Closing week of Toronto's G20 hacker trial: hackers love explosions

Denise Balkissoon writes, "This is the last week of the trial of Byron Sonne, computer security consultant charged with explosives after the G20. This week, his defence called Fryderyk Supinski, who was a member of a hackerspace with Sonne. The two had planned on building model rockets together. Sonne is charged with four counts of possessing explosives. His defence is that he had the stuff to make rocket fuel. The Crown says that was a ruse."

Sonne is charged with four counts of possessing explosive materials, which the Crown Attorney contends he was going to use to make the explosives TATP, HMTD, HDN and ANFO. On the witness stand, Supinski spoke about Sonne’s various scientific hobbies, including one that the two planned to take up together—building high-powered model rockets. The defence contends that many of the chemicals in Sonne’s home were purchased with rocket fuel in mind, and that Sonne stopped his experiments with them when he realized he first needed government certification.

Both Sonne’s defence lawyers and Crown Attorney Elizabeth Nadeau zeroed in on logs of chats from May 2010 that Sonne and Supinski had on the internet relay channel maintained by Hacklab. In one, Supinski warned Sonne of the dangers of explosions when experimenting with engines. “Yep, that’s why I’m going so slow,” Sonne had replied.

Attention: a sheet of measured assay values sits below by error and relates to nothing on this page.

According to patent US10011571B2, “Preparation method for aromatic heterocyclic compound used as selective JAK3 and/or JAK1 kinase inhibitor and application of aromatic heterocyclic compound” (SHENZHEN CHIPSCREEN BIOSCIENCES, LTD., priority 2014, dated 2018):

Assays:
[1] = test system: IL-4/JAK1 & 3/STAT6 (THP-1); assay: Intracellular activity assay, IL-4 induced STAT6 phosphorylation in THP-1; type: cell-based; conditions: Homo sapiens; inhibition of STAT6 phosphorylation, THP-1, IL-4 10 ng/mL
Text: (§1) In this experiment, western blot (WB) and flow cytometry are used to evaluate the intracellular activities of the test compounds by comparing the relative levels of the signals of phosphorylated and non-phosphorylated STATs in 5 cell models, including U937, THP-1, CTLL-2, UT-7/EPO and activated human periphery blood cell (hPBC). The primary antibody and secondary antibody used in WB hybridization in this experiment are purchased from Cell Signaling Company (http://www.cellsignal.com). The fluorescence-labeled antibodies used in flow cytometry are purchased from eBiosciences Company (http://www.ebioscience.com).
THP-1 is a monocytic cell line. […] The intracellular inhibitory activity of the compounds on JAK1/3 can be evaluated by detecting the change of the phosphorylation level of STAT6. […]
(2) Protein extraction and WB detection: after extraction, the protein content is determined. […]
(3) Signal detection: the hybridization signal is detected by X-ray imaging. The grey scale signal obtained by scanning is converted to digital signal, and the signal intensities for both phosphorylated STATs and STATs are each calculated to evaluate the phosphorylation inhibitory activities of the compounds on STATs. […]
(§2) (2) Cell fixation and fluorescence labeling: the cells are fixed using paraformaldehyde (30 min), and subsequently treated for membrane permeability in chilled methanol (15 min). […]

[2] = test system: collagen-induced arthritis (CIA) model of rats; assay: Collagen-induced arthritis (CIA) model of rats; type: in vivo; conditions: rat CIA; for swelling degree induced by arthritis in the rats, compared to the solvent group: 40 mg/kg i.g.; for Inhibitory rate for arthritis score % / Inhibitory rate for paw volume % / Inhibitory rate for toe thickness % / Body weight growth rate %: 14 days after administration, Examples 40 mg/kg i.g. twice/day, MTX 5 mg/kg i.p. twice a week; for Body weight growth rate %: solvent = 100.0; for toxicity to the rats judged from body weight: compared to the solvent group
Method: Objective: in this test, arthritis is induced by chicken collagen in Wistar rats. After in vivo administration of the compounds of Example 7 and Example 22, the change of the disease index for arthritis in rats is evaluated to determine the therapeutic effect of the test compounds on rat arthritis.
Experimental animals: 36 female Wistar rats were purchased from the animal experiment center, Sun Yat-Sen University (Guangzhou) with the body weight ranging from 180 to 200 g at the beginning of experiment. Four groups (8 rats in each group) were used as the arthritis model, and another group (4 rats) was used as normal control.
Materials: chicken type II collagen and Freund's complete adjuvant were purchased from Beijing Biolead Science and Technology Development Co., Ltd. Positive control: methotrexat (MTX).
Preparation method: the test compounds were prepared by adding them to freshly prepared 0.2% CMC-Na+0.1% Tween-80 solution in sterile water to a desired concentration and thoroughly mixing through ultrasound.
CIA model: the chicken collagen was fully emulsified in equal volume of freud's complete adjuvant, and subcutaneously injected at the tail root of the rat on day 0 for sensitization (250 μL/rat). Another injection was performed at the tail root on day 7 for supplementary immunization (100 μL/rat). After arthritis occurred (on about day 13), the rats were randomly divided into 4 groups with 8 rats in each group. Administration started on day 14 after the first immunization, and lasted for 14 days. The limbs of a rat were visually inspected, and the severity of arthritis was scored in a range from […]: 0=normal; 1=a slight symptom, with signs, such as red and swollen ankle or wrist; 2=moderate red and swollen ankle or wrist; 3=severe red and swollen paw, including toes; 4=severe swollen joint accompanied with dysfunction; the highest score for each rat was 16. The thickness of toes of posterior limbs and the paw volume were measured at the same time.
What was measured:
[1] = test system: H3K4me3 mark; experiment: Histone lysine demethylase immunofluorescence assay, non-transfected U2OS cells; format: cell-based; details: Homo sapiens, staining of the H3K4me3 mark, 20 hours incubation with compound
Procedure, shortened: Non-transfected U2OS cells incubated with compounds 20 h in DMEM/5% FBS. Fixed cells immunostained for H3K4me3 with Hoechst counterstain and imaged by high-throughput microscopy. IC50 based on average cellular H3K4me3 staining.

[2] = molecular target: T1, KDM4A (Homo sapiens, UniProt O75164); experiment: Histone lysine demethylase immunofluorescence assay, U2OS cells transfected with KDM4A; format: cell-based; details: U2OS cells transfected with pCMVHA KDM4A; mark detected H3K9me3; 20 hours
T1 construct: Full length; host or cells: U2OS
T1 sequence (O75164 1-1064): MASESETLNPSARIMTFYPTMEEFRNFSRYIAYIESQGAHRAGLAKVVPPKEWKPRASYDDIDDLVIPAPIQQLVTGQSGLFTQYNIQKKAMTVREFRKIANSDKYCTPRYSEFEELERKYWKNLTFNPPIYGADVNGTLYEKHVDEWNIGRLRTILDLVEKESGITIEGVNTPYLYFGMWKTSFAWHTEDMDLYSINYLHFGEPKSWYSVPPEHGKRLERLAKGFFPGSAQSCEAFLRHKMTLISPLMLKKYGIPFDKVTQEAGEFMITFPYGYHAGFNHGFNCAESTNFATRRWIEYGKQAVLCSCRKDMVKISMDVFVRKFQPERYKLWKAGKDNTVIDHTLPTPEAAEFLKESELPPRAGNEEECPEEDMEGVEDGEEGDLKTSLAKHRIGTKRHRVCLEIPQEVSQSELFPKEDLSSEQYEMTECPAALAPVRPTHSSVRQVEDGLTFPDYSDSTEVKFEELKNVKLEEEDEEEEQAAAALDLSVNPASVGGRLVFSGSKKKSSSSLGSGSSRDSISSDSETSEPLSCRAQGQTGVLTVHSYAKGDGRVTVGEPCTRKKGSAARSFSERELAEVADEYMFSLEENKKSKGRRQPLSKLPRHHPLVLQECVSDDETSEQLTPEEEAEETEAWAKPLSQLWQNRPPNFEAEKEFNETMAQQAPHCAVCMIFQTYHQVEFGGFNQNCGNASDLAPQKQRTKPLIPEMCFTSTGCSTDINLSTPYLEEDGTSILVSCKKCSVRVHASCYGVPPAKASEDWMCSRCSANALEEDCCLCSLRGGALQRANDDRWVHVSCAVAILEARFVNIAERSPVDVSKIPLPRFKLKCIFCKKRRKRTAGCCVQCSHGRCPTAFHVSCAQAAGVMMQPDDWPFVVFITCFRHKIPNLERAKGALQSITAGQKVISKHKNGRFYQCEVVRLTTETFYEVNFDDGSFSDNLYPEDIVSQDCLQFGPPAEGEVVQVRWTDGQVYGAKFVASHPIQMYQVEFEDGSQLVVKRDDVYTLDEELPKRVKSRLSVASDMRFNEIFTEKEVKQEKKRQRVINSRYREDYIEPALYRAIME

Nadeau made much out of Sonne’s discussions about explosions in the public chat room. Sonne and other chatters shared videos of explosions at industrial plants—“around 35 there’s a great shot of workers in a nearby business catching the shockwave,” wrote Sonne about one—and Sonne linked to a clip from David Cronenberg’s Scanners, a science fiction with a famous exploding head scene. “Does everyone at Hacklab like explosions?” Nadeau asked Supinski. “Explosions are cool,” he replied, pointing to the explosion segments on the popular TV show Mythbusters. “I have an interest in explosions.”

With final submissions, end may be in sight for Byron Sonne trial (Thanks, Denise!)

(Image: Explosion, a Creative Commons Attribution Share-Alike (2.0) image from 36158213@N07's photostream)


  1. Next up: Canada bans action movies. Too much action. And way too many explosions. (Won’t somebody think of the explosions?)

    Implosions, however, remain completely legal.

  2. I’m guessing the chemical factory explosion video they shared is the one of the rocket fuel plant that exploded near vegas. Pretty harmless and relevant when discussing the dangers of making rocket fuel.

  3. i ve linked the Scanners scene to friends many times, it s a famous classic horror moment – does that mean im a terrorist?   the legal systems need to literalize  content is idiotic.  ON a darker note, while it obvious that Sonne should have obtained the necessary permits, I still sense a deep suspiscion on the part of authorities (state corporate or other) towards individual citizens able to conduct advanced scientfic projects on a personal basis.  It seems to betray a deep distrust of the individual in our society.

  4. Does the government there actually have some kind of tangible proof of intent?  
    I mean Jean Sibelius liked to blow up stuff and he wrote music.
    I hope this poor fellow is compensated for the government’s foolishness.

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